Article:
Wearable technology sounds really cool. Who doesn’t want a Fit Bit? But there are storm clouds gathering and it’s just the beginning!

This week, behemoth John Hancock, owned by Canada’s Manulife, fired a shot across the bow of the insurance industry. It announced it will only sell life insurance policies with participatory health data sharing options. 

John Hancock will focus on selling it’s new “behaviour change platform” known as Vitality.  They are discontinuing traditional life insurance sales in 2019.

This interactive insurance policy includes incentives, discounts or rewards, for healthy living based on data your wearable device provides. In theory, It sounds great. You save money on premiums, win prizes, get hotel discounts…

…and the insurance company makes more money by paying out fewer claims.

Looks like a win, win right???


Wearable Technology

Wearable Technology is the Future of Life Insurance! 

Anyone in the life insurance business who’s been paying attention can see the writing on the wall…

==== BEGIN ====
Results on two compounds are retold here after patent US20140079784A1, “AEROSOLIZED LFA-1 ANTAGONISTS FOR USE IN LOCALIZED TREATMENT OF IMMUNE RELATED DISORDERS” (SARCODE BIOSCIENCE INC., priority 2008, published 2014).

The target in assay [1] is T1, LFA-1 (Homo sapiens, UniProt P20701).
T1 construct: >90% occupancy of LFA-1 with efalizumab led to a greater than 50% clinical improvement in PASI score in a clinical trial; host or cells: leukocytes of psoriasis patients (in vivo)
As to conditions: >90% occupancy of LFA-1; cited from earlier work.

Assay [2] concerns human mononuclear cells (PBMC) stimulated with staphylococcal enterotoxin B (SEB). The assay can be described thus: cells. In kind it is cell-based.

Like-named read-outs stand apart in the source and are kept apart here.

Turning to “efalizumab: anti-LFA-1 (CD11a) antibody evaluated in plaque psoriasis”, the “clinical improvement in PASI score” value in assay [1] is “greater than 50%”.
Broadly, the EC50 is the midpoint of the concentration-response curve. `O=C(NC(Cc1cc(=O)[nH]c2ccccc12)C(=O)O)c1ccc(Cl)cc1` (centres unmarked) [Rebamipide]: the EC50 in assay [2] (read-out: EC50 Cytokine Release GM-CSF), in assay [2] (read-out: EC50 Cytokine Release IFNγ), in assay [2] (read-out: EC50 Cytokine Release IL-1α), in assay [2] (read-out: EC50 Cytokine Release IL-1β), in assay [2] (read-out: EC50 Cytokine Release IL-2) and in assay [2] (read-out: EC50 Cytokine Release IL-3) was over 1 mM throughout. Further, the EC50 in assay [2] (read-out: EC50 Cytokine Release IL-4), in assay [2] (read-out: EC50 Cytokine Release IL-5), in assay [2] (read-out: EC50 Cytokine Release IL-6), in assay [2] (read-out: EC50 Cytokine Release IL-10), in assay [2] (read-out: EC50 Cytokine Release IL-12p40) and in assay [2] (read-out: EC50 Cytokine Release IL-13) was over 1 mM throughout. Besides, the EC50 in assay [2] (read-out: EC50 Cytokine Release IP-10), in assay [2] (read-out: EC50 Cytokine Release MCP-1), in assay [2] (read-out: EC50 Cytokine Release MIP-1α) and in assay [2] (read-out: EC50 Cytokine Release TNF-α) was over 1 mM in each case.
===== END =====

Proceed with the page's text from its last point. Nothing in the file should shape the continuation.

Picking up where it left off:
…but a lot of us are still living in denial about the reality of wearable technology and its impact on everything including life insurance.

Now there’s no question, at some point, you won’t be eligible for life insurance from a major carrier without sharing data.  That Fitbit app or the heart rate bracelet you just bought on Amazon is a little more complicated than you thought! From a company perspective, it’s kind of a no-brainer.

If the wearable technology is out there they are gonna use it.

Is There a Hidden Agenda or This Just Progress?

At first glance, this seems like an interesting concept. But you have to question the sincerity of a financial giant caring about your ultimate well being.